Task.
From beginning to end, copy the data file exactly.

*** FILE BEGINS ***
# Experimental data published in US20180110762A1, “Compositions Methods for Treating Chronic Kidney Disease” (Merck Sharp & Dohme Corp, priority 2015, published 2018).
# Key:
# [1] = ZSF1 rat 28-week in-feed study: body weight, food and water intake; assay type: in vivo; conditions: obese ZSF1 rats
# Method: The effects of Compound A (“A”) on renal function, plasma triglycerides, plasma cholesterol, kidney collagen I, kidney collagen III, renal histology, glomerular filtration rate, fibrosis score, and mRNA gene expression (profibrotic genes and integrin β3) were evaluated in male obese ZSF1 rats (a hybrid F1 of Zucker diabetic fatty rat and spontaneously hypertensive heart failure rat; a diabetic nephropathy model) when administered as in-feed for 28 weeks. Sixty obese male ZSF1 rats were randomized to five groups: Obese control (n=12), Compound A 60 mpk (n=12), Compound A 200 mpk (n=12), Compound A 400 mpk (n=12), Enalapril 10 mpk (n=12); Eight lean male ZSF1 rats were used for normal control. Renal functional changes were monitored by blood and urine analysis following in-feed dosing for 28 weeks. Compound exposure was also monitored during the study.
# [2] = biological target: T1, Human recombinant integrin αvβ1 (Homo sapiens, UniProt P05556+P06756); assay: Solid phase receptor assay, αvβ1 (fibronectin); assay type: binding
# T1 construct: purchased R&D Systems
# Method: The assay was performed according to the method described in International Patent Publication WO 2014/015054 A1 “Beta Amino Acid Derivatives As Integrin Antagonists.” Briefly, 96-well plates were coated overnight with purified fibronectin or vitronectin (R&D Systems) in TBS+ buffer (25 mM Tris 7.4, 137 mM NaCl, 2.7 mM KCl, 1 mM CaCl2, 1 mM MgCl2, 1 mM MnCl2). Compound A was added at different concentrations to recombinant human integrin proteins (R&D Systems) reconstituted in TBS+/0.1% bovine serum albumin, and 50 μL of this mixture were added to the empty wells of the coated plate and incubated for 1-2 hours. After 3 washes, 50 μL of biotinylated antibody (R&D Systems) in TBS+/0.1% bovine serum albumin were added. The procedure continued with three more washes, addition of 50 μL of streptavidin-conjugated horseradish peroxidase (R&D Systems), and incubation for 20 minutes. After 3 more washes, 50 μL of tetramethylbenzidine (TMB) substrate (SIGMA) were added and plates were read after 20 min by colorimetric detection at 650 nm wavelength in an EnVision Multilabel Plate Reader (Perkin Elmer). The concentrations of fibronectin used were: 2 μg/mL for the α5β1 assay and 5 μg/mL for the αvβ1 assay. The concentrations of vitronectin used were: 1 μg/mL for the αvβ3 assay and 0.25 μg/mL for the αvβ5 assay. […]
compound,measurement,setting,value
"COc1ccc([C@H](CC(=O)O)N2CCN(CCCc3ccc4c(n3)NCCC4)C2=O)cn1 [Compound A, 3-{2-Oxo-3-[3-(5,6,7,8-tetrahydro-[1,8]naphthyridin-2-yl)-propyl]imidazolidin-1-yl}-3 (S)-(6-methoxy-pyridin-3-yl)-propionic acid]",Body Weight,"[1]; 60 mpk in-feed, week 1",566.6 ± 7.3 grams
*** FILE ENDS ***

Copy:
# Experimental data published in US20180110762A1, “Compositions Methods for Treating Chronic Kidney Disease” (Merck Sharp & Dohme Corp, priority 2015, published 2018).
# Key:
# [1] = ZSF1 rat 28-week in-feed study: body weight, food and water intake; assay type: in vivo; conditions: obese ZSF1 rats
# Method: The effects of Compound A (“A”) on renal function, plasma triglycerides, plasma cholesterol, kidney collagen I, kidney collagen III, renal histology, glomerular filtration rate, fibrosis score, and mRNA gene expression (profibrotic genes and integrin β3) were evaluated in male obese ZSF1 rats (a hybrid F1 of Zucker diabetic fatty rat and spontaneously hypertensive heart failure rat; a diabetic nephropathy model) when administered as in-feed for 28 weeks. Sixty obese male ZSF1 rats were randomized to five groups: Obese control (n=12), Compound A 60 mpk (n=12), Compound A 200 mpk (n=12), Compound A 400 mpk (n=12), Enalapril 10 mpk (n=12); Eight lean male ZSF1 rats were used for normal control. Renal functional changes were monitored by blood and urine analysis following in-feed dosing for 28 weeks. Compound exposure was also monitored during the study.
# [2] = biological target: T1, Human recombinant integrin αvβ1 (Homo sapiens, UniProt P05556+P06756); assay: Solid phase receptor assay, αvβ1 (fibronectin); assay type: binding
# T1 construct: purchased R&D Systems
# Method: The assay was performed according to the method described in International Patent Publication WO 2014/015054 A1 “Beta Amino Acid Derivatives As Integrin Antagonists.” Briefly, 96-well plates were coated overnight with purified fibronectin or vitronectin (R&D Systems) in TBS+ buffer (25 mM Tris 7.4, 137 mM NaCl, 2.7 mM KCl, 1 mM CaCl2, 1 mM MgCl2, 1 mM MnCl2). Compound A was added at different concentrations to recombinant human integrin proteins (R&D Systems) reconstituted in TBS+/0.1% bovine serum albumin, and 50 μL of this mixture were added to the empty wells of the coated plate and incubated for 1-2 hours. After 3 washes, 50 μL of biotinylated antibody (R&D Systems) in TBS+/0.1% bovine serum albumin were added. The procedure continued with three more washes, addition of 50 μL of streptavidin-conjugated horseradish peroxidase (R&D Systems), and incubation for 20 minutes. After 3 more washes, 50 μL of tetramethylbenzidine (TMB) substrate (SIGMA) were added and plates were read after 20 min by colorimetric detection at 650 nm wavelength in an EnVision Multilabel Plate Reader (Perkin Elmer). The concentrations of fibronectin used were: 2 μg/mL for the α5β1 assay and 5 μg/mL for the αvβ1 assay. The concentrations of vitronectin used were: 1 μg/mL for the αvβ3 assay and 0.25 μg/mL for the αvβ5 assay. […]
compound,measurement,setting,value
"COc1ccc([C@H](CC(=O)O)N2CCN(CCCc3ccc4c(n3)NCCC4)C2=O)cn1 [Compound A, 3-{2-Oxo-3-[3-(5,6,7,8-tetrahydro-[1,8]naphthyridin-2-yl)-propyl]imidazolidin-1-yl}-3 (S)-(6-methoxy-pyridin-3-yl)-propionic acid]",Body Weight,"[1]; 60 mpk in-feed, week 1",566.6 ± 7.3 grams